Commentary: On Bobbins, Geese, and Tomatoes
Often, the chance to write for Witness for Justice is one I enjoy. Mostly I write dry(ish) policy briefs, and the chance to flex my sartorial and theological muscles in a less restrictive format is welcome.
Often, the chance to write for Witness for Justice is one I enjoy. Mostly I write dry(ish) policy briefs, and the chance to flex my sartorial and theological muscles in a less restrictive format is welcome. But right now, we’re in the middle of a global pandemic, on the verge of what could be a contested election, after a summer of civil uprising, and facing economic hardship as a result of the pandemic and our government’s failed response. How could I offer wisdom and guidance on these weighty matters? What insight could I have? Many mornings I wake up and immediately feel the heaviness of it all settle on me, like an unwelcome and smothering blanket (not a weighted blanket, which I hear are heavenly). Each day seems to unspool with an uneven thread. If you’ve ever threaded a sewing machine you know that if you don’t thread the bobbin just right, things will get tangled quickly. And right now, it feels like the bobbin of the world hasn’t been threaded right.
I reached out to a small group of interfaith partners who have become dear friends. We connect to each other in the virtual space of group text, tenderly offering words of encouragement, cute puppy pictures, and uplifting poems. “Have a Mary Oliver” my friend quips, as she posts for the 100th time Mary Oliver’s life-giving poem “Wild Geese,” which reminds us that who we are is loved, no matter what, and we don’t have to pay penance for that. I show up in planning meetings, now conducted on Zoom with people’s lives briefly glimpsed, an unmade bed (mine!), a kid who is unexpectedly released from online school, soft kittens entranced by the computer glow and disdainful of the meeting agenda. We wrestle with how to show up, how to turn our lofty dreams into operationalized realities, each person touched by an earnest yearning to see a just world and overwhelmed with the enormity of the task. Our meetings do double-duty: holding that faith aloft while being bogged down by the realities of our world. I make a tomato sandwich, grateful for the last of the summer tomatoes that held on until the first frost, a little piece of lingering summer and sunshine.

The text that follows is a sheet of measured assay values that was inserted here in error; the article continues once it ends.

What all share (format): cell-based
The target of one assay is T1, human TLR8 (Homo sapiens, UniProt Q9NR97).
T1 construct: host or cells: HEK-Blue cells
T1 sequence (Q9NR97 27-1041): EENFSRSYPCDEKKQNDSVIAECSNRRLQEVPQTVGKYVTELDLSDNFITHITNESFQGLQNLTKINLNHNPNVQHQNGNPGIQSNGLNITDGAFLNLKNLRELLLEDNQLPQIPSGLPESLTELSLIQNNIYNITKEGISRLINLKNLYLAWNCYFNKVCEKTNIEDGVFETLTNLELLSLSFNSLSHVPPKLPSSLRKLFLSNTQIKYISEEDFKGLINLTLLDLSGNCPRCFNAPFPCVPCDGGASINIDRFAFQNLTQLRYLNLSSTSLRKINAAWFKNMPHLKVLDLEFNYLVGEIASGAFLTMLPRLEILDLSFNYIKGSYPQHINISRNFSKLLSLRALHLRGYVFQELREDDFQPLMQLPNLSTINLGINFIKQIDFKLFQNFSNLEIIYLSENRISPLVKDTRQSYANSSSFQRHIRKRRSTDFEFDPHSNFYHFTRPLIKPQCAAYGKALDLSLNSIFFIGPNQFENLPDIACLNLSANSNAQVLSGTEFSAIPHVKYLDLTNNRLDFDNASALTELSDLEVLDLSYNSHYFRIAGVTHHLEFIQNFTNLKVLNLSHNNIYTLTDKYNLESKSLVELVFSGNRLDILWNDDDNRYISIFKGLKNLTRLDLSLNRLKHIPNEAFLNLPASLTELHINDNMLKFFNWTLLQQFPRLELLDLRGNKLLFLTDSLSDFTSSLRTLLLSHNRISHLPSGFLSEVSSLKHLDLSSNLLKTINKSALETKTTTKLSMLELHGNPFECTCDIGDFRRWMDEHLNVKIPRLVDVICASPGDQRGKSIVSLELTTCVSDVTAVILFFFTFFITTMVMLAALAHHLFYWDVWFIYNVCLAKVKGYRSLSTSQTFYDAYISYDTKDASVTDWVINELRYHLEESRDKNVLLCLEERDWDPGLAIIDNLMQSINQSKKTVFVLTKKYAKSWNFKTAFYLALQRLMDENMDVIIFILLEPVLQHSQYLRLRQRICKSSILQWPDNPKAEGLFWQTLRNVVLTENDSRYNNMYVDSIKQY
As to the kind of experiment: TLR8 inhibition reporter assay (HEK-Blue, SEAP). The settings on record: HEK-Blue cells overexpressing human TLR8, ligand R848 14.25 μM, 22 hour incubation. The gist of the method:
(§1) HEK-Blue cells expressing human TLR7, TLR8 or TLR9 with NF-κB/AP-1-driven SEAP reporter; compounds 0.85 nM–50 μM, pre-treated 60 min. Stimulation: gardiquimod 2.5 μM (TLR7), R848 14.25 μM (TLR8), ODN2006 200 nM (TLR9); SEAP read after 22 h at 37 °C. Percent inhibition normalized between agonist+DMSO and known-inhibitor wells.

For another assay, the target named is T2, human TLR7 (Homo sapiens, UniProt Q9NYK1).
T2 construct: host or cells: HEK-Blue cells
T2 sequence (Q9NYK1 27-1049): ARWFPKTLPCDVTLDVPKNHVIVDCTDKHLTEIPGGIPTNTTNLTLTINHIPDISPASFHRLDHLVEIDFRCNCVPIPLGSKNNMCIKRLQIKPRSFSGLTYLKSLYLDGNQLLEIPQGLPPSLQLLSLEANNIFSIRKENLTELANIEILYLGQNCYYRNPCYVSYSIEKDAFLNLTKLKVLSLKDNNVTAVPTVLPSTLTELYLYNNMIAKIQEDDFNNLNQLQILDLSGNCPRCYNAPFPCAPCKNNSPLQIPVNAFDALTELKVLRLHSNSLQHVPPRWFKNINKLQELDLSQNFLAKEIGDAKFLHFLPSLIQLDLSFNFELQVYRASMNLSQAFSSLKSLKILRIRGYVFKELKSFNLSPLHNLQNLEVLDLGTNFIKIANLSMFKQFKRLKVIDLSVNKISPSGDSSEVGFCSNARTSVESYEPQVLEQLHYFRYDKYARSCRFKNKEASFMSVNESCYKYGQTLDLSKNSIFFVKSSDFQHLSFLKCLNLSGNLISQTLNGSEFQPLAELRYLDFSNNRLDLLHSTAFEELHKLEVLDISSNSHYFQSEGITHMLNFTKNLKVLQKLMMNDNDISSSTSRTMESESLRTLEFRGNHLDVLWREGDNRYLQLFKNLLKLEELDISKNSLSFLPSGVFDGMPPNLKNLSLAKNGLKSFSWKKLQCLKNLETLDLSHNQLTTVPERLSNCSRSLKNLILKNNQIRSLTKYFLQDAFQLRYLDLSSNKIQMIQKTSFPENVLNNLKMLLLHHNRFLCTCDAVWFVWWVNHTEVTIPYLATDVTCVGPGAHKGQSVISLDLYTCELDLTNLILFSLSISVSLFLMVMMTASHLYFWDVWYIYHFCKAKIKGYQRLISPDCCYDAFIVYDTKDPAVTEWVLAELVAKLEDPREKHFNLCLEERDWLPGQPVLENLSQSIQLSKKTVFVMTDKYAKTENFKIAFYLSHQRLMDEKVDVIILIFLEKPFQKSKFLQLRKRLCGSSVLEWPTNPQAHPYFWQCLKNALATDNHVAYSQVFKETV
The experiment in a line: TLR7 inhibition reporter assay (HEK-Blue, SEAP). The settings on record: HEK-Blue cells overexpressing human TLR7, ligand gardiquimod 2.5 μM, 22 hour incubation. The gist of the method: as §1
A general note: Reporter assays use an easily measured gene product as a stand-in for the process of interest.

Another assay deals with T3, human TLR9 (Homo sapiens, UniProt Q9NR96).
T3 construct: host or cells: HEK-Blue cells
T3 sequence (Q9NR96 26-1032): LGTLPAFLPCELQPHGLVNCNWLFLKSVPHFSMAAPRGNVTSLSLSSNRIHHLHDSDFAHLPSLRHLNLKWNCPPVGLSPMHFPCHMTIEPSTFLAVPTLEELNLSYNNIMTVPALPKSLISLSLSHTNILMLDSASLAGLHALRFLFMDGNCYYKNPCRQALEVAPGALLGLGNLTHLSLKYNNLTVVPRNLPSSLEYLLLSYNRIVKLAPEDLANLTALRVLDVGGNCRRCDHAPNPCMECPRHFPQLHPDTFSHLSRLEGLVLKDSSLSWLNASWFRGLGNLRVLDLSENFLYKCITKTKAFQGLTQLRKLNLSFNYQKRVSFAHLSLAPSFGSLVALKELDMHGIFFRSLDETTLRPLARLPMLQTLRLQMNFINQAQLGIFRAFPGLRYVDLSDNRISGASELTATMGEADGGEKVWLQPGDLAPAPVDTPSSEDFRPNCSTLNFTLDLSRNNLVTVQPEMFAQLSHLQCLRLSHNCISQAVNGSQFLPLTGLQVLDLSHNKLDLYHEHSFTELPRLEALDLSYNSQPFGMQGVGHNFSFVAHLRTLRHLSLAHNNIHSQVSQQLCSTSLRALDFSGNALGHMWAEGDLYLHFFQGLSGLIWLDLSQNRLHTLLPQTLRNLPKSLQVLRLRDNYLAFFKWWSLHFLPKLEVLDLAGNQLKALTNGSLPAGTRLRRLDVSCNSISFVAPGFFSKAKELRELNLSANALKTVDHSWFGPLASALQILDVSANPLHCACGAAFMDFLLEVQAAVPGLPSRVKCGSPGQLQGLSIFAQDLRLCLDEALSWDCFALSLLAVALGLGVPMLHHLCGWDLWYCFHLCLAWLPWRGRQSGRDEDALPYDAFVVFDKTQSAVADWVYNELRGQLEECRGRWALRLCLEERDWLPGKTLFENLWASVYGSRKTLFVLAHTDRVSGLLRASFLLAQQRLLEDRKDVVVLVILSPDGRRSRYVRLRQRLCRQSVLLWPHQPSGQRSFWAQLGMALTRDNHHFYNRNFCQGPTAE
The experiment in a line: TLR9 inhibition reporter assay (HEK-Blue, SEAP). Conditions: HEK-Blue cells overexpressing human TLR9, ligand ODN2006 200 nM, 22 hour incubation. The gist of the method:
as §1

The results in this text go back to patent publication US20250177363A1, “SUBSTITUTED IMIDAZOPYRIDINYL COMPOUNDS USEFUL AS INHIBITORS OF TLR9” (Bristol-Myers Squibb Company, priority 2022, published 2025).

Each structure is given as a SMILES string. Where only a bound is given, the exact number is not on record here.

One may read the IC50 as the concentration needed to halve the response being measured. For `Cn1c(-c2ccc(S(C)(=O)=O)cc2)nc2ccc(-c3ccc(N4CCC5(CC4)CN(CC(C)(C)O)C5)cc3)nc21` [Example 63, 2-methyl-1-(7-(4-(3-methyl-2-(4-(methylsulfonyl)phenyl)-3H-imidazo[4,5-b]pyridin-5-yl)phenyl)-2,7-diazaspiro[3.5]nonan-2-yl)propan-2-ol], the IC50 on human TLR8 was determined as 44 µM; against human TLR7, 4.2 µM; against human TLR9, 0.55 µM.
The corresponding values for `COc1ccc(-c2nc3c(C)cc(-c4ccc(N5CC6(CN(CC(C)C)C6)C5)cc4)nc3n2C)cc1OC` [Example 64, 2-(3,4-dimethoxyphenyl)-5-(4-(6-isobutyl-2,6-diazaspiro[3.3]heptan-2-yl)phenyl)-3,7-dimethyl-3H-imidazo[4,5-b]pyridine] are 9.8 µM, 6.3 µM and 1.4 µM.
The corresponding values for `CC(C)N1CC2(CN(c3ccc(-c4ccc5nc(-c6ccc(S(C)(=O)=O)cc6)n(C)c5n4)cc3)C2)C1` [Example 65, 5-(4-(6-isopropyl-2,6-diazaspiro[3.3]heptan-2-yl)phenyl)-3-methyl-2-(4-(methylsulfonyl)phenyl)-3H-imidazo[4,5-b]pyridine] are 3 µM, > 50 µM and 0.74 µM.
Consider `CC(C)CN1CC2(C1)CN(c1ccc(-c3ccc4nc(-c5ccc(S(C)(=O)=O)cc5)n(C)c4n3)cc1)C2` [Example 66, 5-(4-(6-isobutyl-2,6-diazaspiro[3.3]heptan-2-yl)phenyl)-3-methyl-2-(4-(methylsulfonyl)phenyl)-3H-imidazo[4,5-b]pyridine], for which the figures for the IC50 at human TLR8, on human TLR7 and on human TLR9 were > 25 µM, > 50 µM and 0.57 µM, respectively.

Maybe it’s the grace of the tomato that makes me realize something for my Witness for Justice column: Sometimes showing up is all we can do. Making a choice and drawing a line in the sand that says I won’t be mired in hopelessness. I’m not at all sure that each choice I make is right; if anything, the impermanence and fragility of our world has become the surest thing in the universe. All I can say is I keep showing up, hoping that when I’m too tired to pray, my actions will be my prayers.
So, dear reader. I’m asking for your grace today, to leave you with simple unfiligreed words and a request: That you keep showing up, with buckets of grace and compassion for yourself and for those you love. That as each day comes with its share of joys and sorrows, that you remember you don’t have to astonish or astound or prove your worth with perfection. You’re enough. You showing up is enough.
ABOUT THE AUTHOR
Katie Adams is the Policy Advocate for Domestic Issues for the United Church of Christ.
The United Church of Christ has more than 5,000 churches throughout the United States. Rooted in the Christian traditions of congregational governance and covenantal relationships, each UCC setting speaks only for itself and not on behalf of every UCC congregation. UCC members and churches are free to differ on important social issues, even as the UCC remains principally committed to unity in the midst of our diversity.